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A newborn female infant born to a woman on immunosuppressive medications including mycophenolate mofetil (MMF) for a renal graft secondary to lupus nephritis presented with congenital diaphragmatic hernia (CDH) and additional findings of microtia, esophageal atresia with tracheoesophageal fistula, cleft palate, congenital heart defect, digital anomalies, and dysmorphic facial features. Pulmonary hypoplasia resulted in death at day two of life. She was presumed to have Fryns syndrome based on diagnostic criteria established for this recessive disorder with prominent features including CDH, facial anomalies, and nail hypoplasia. In retrospect, this infant's findings are more likely the result of teratogenic exposure to MMF, as more recent data have emerged linking aural atresia, digital anomalies, and dysmorphic features to this drug. To date, this is the only human report of CDH in an infant with prenatal exposure to MMF, although the manufacturer's package insert alludes to animal studies with a broad spectrum of malformations, including CDH. Thus, a teratogenic exposure can mimic a known Mendelian genetic syndrome, and caution is urged in presuming a genetic etiology for infants with potential teratogenic exposure to relatively new drugs with limited published animal data.
Mycophenolate mofetil (MMF) or CellCept® is an immunosuppressive drug developed in the mid-1990s that acts as a reversible inhibitor of inosine monophosphate dehydrogenase, thereby blocking de novo purine synthesis in lymphocytes [Sifontis et al., 2006]. Its use has largely replaced that of azathioprine in transplant recipients because of improved selectivity [Armenti et al., 2002]. Initially classified as a Pregnancy Category C drug (risk of fetal harm cannot be ruled out), the data regarding reproductive toxicity were limited until recently [Armenti et al., 2003; Sifontis et al., 2006; Tendron et al., 2002]. A number of publications have suggested that potential teratogenic effects include ear anomalies, cleft lip and/or palate, congenital heart defects, esophageal atresia, digital/nail hypoplasia, and facial dysmorphic features [Kallen et al., 2005; Le Ray et al., 2004; Pergola et al., 2001]. Similar findings can be seen in autosomal recessive Fryns syndrome, which often includes nail/distal digital hypoplasia, craniofacial dysmorphism, oral clefts, pulmonary hypoplasia, and polyhydramnios, in addition to the most prevalent anomaly, congenital diaphragmatic hernia (CDH) [Fryns et al., 1979; Slavotinek, 2004].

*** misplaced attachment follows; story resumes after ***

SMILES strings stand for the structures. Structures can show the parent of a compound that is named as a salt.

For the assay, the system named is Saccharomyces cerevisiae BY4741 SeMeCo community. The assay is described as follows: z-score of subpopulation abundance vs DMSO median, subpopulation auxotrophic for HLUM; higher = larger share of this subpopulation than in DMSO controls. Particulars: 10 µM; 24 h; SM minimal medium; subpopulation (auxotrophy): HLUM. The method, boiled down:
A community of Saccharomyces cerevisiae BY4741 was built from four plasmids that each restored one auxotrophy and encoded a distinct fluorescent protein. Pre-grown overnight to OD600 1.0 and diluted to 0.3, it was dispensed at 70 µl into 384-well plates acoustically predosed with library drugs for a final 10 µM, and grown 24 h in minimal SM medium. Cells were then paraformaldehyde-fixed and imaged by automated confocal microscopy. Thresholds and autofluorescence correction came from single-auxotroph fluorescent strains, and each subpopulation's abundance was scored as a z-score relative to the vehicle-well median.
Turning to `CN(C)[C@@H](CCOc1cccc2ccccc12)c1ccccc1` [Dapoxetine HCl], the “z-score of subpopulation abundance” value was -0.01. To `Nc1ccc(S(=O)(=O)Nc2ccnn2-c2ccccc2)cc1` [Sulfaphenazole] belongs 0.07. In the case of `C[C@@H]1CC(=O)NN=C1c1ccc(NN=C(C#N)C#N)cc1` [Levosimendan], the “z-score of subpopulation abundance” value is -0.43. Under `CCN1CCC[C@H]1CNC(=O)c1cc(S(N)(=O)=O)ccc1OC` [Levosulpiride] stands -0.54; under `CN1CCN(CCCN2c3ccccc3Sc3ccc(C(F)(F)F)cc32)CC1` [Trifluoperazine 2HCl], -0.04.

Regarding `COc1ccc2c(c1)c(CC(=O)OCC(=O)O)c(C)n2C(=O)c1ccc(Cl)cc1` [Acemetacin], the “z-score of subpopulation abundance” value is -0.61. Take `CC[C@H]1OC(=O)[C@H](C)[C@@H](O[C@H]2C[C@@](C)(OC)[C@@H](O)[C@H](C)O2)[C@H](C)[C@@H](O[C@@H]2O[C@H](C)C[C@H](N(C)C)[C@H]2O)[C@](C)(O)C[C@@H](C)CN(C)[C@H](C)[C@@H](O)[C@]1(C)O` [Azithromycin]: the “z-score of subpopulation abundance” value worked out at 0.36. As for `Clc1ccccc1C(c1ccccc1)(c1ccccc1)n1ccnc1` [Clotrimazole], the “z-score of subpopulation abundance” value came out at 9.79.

We describe a patient born after exposure to MMF with CDH and additional features of tracheoesophageal fistula, cleft palate, congenital heart defects, microtia, and hypoplastic toenails. Because she was born before an association between antenatal MMF exposure and congenital anomalies had been well established, the initial diagnosis was one of Fryns syndrome. We provide details of the case to illustrate that the effects of teratogens can mimic genetic syndromes, particularly when the data regarding embryopathy are limited.
This female infant was born at 35 weeks gestation to a 36-year-old Gravida 3, Para 1-2, SAB 1 mother and unrelated 40-year-old father. The pregnancy was complicated by the finding of a left large CDH at 27 weeks gestation with herniation of the stomach, intestinal contents, and liver into the left chest and displacement of the heart into the right chest. Polyhydramnios was present and her mother underwent six amnioreduction procedures in the third trimester. Amniocentesis revealed normal 46,XX female katyotype at the 400-450 band level without any aneuploidies by interphase FISH analysis. The mother had required immunosuppression for a cadaveric kidney transplant performed 3 years prior to delivery for lupus nephritis. She had been diagnosed with lupus/mixed connective tissue disorder at age 15 years of age. Oral antirejection medications included tacrolimus (3 mg in the morning and 2 mg at night), prednisone (5 mg daily), and MMF (250 mg twice daily). Additional medications during pregnancy included Norvasc, metoprolol, and Lasix for hypertension, as well as Epogen and prenatal vitamins. She took acyclovir in the first month for shingles. A renal biopsy 4 days prior to delivery for increased creatinine and hydronephrosis showed acute tubular injury without signs of rejection or evidence of lupus nephritis.